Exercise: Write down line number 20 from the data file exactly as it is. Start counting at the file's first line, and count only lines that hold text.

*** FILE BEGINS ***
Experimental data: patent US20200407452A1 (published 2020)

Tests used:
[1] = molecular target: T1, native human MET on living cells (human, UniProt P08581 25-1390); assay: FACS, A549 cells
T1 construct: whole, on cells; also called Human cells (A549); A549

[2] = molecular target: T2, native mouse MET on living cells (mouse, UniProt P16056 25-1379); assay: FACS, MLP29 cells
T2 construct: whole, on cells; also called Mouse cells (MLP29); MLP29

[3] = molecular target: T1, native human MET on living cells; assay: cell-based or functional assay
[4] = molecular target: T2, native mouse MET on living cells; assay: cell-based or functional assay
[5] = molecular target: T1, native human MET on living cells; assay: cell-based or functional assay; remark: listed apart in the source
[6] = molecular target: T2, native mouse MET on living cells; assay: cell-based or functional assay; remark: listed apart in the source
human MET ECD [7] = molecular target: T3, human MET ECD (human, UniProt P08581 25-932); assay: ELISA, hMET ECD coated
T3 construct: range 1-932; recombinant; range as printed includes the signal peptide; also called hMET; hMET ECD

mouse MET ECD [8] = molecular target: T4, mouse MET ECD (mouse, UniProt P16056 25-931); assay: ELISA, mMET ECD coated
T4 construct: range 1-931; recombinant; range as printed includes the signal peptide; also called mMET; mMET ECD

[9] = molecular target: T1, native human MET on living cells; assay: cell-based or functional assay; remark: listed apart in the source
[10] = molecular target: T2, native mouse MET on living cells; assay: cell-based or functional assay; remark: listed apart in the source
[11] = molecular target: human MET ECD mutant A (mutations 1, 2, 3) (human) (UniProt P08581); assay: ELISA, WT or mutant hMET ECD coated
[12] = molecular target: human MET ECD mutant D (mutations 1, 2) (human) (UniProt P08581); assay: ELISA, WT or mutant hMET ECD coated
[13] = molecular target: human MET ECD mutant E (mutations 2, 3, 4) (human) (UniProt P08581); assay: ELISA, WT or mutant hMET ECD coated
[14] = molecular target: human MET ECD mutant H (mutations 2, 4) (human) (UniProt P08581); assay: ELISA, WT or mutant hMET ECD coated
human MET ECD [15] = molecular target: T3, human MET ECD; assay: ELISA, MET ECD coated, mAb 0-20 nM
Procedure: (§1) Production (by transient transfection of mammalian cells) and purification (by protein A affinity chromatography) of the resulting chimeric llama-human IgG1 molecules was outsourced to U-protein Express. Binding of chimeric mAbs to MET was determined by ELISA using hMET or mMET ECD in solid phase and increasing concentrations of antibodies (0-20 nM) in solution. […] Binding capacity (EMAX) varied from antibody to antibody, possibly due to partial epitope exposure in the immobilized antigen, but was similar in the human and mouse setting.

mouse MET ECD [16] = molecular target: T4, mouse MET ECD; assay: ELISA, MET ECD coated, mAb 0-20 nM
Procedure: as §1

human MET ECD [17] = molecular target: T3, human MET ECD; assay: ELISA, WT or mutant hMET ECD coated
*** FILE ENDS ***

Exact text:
[14] = molecular target: human MET ECD mutant H (mutations 2, 4) (human) (UniProt P08581); assay: ELISA, WT or mutant hMET ECD coated